Installation View #museumshutdown
Re: Zacharaha Magasa and Zanele Mutema
Hundreds of independent art and museums spaces were forced to close due to the Corona-Crisis. In this series we are celebrating the fantastic artistic events that are right now sitting behind closed doors. Take a look at the current exhibition Re: Zacharaha Magasa and Zanele Mutema at First Floor Gallery Harare.
Re: Zacharaha Magasa and Zanele Mutema is a story in two parts for two important artists re-emerging on the Harare art scene and re-interpreting their lives and experiences in the context of their artistic practice.
Part 1 is Project Dialogue by Zacharaha Magasa, who has returned to make new work in Harare after moving to Durban 8 years ago. Always a multi-media sculptor, committed to exploring narrative properties of his materials, in this new body of work he is looking at the fractures, gaps and metamorphoses between the city and country he left behind and one he finds on his return. He is doing so as conversation between his younger self and the man he is today – the journey of experience and experience of a journey.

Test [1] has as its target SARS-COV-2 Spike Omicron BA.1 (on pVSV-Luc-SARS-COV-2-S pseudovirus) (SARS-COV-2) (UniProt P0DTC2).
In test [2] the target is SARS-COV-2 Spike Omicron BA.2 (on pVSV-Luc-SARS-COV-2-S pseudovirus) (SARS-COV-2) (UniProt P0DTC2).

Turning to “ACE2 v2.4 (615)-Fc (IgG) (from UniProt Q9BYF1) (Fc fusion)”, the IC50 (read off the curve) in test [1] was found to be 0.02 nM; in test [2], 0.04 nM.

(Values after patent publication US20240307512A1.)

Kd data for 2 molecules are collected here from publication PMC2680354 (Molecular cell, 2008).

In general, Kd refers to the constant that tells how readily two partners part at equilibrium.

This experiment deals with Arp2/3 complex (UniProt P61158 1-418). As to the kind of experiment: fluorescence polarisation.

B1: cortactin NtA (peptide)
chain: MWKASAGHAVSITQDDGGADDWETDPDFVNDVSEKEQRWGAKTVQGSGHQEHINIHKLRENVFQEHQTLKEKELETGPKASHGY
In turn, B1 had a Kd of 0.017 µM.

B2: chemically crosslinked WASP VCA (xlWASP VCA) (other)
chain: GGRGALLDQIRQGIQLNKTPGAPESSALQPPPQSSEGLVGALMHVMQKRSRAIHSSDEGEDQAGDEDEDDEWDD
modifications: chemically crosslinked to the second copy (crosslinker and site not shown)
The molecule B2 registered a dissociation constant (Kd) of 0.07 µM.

Part 2 is Systemic Necropolis by Zanele Mutema, who has returned to practice as an artist after 8 years of immersing herself in building a family. Zanele’s art practice has always built toward the immersive, the experiential, creating installations which sit somewhere between fascination, disbelief and sensory overload and this is no exception. Working with minimal objects and materials as a base – recycled brooms, red string and clear plastic, she introduces us into an otherworldly environment somewhere between a dream and science fiction. In her own words: “this body of work is a glorified memorial site for my memories. The Mutsvairo has a symbolic meaning of being a time capsule, an object that is embodying a wide array of things. The red string being the bloodline that connects the memories. Stitching serves as a cathartic process in my life. The cocoons are different one from another just as how each memory embodies and occupies a different space, a single point in time. Unlike my previous installations where I would break down an event, for Systemic Necropolis it is a congregating/ coming together of the Event.”